"The Western Bull" A Damaged Warrior
Bulls locked antlers at times during the evening and I got a few frames of the action, but there was always some high grass between me and them when this happened and the blurry, out of focus grass detracted from the quality of the photos.

Bulls Fighting
Most expected the activity to continue this morning (Thursday),but most of the elk left the meadows shortly after daylight and there was little bugling.  Later in the morning, a solitary bull was seen feeding and resting along Winslow Hill Road near Elk View Diner and he soon became the major attraction on  the hill.

Old Bull Along Winslow Hill Road
This is the bull that many elk enthusiasts call "Limpy" He is a mature bull that is showing the signs of advancing age.  He has been in the center of the fighting for much of the rut, but now it seems he has moved away from the herd for a time, to rest and avoid confrontation with the other bulls.  He was still there in mid-afternoon when I drove past as I headed out for the evening's photography session.

Originally published at Pennsylvania Wildlife Photographer by Willard Hill.

9.10.2014

PGC & RMEF To Dedicate Woodring Farm September 13th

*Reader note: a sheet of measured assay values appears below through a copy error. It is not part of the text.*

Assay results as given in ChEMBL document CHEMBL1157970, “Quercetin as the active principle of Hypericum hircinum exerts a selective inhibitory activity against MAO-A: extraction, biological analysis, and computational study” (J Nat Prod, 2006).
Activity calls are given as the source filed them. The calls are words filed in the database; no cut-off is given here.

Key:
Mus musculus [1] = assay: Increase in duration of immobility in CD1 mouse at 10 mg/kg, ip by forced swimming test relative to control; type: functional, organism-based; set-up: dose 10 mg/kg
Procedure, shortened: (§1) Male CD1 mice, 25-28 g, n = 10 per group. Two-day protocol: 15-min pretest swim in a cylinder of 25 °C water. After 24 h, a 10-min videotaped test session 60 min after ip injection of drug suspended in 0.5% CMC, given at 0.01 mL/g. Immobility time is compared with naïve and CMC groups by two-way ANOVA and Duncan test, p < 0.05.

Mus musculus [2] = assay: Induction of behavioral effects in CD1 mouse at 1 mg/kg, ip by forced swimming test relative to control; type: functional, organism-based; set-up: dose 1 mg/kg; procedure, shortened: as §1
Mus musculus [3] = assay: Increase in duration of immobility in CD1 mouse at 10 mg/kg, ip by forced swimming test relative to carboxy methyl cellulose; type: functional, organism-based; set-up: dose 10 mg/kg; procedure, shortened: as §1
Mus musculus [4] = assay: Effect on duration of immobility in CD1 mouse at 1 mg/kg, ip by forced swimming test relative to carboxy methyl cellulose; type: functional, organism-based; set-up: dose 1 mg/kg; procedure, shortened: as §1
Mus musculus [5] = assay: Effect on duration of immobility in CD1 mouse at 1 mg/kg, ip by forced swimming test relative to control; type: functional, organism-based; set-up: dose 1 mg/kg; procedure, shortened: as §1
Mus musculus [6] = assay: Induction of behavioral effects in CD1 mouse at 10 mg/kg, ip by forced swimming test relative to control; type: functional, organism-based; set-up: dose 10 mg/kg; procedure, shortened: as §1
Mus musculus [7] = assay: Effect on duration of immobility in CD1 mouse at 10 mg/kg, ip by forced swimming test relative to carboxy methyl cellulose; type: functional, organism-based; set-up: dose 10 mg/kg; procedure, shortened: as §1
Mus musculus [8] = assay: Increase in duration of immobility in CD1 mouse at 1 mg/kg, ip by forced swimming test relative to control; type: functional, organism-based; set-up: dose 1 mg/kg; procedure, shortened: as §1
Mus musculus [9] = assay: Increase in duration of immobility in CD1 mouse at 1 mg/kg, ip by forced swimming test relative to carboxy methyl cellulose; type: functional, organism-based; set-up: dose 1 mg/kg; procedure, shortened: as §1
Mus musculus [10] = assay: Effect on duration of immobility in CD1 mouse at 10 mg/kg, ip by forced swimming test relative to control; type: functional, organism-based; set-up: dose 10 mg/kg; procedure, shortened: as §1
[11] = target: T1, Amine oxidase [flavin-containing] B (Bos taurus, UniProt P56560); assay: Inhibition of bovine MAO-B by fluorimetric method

9x8 At Woodring Property Rut 2009
PRIME ELK HABITAT TO BE DEDICATED
Rocky Mountain Elk Foundation to dedicate 81 acres at Saturday ceremony.

Source: PA Game Commission News Advisory

The Pennsylvania Game Commission and the Rocky Mountain Elk Foundation announce the dedication of 81 acres of prime elk habitat known as the Woodring Farm on Saturday, Sept. 13 at 10 a.m.

Parcel Location
The land is located at 2702 Winslow Hill Road, Benezette Pa., 15821.

Rocky Mountain Elk Foundation
Since 1991, the Rocky Mountain Elk Foundation (RMEF) and its partners completed 301 conservation and hunting outreach projects in Pennsylvania with a combined value of more than $22.6 million. The RMEF has made 10 land-acquisition purchases that opened or secured public access to 8,465 acres. About 11,000 Pennsylvanians are RMEF members.

Directions
From state Route 555 in Benezette, turn onto Front Street, then turn right onto Winslow Hill Road. Follow Winslow Hill Road approximately 2.6 miles. The dedication will take place at the red house on the left. 
Former Maynard Woodring Residence

Calf Elk On Woodring Property
Sunset Over The Woodring Farm
Originally published at Pennsylvania Wildlife Photographer by Willard Hill.

9.04.2014

PA Elk Rut Underway/PGC Announces Fall 2014 Schedule For Viewing Areas


Elk At Winslow Hill/Porcupine Run Viewing Area-September 2013
The Pennsylvania elk rut begins in late August and continues through October, with the peak activity being from mid-September into early October.  Elk Country Visitor Center provides an excellent starting point  for first time visitors, but much of the best elk viewing is on the State Game Lands on Winslow Hill.  The PGC maintains the Winslow Hill/ Porcupine Run and Dents Run Viewing Areas.  When driving up Winslow Hill, past the entrance to the Visitor Center, the Winslow Hill/Porcupine Run area is to the left at the intersection with Dewey Road.  This is perhaps the best for seeing elk at close distance to the road.

Bull Herding Cows At Winslow Hill/Porcupine Run 2013